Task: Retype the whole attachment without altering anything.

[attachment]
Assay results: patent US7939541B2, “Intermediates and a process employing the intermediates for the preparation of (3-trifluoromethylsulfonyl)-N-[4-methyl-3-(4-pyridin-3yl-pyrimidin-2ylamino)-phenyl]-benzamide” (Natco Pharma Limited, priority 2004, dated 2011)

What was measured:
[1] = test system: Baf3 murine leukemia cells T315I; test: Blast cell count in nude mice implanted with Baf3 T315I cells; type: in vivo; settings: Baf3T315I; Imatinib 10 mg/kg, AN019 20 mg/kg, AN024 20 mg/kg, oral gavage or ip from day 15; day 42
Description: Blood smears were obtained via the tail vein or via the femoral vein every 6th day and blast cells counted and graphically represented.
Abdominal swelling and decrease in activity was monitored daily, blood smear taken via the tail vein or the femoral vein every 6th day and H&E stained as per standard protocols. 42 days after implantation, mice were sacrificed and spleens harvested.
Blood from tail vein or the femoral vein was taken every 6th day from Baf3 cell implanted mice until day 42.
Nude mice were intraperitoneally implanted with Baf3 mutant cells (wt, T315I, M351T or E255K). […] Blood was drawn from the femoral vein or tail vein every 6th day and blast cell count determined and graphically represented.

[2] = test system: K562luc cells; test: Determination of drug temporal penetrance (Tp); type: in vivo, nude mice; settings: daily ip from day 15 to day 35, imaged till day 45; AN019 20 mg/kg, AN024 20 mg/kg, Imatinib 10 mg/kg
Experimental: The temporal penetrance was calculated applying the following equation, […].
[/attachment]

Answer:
Assay results: patent US7939541B2, “Intermediates and a process employing the intermediates for the preparation of (3-trifluoromethylsulfonyl)-N-[4-methyl-3-(4-pyridin-3yl-pyrimidin-2ylamino)-phenyl]-benzamide” (Natco Pharma Limited, priority 2004, dated 2011)

What was measured:
[1] = test system: Baf3 murine leukemia cells T315I; test: Blast cell count in nude mice implanted with Baf3 T315I cells; type: in vivo; settings: Baf3T315I; Imatinib 10 mg/kg, AN019 20 mg/kg, AN024 20 mg/kg, oral gavage or ip from day 15; day 42
Description: Blood smears were obtained via the tail vein or via the femoral vein every 6th day and blast cells counted and graphically represented.
Abdominal swelling and decrease in activity was monitored daily, blood smear taken via the tail vein or the femoral vein every 6th day and H&E stained as per standard protocols. 42 days after implantation, mice were sacrificed and spleens harvested.
Blood from tail vein or the femoral vein was taken every 6th day from Baf3 cell implanted mice until day 42.
Nude mice were intraperitoneally implanted with Baf3 mutant cells (wt, T315I, M351T or E255K). […] Blood was drawn from the femoral vein or tail vein every 6th day and blast cell count determined and graphically represented.

[2] = test system: K562luc cells; test: Determination of drug temporal penetrance (Tp); type: in vivo, nude mice; settings: daily ip from day 15 to day 35, imaged till day 45; AN019 20 mg/kg, AN024 20 mg/kg, Imatinib 10 mg/kg
Experimental: The temporal penetrance was calculated applying the following equation, […].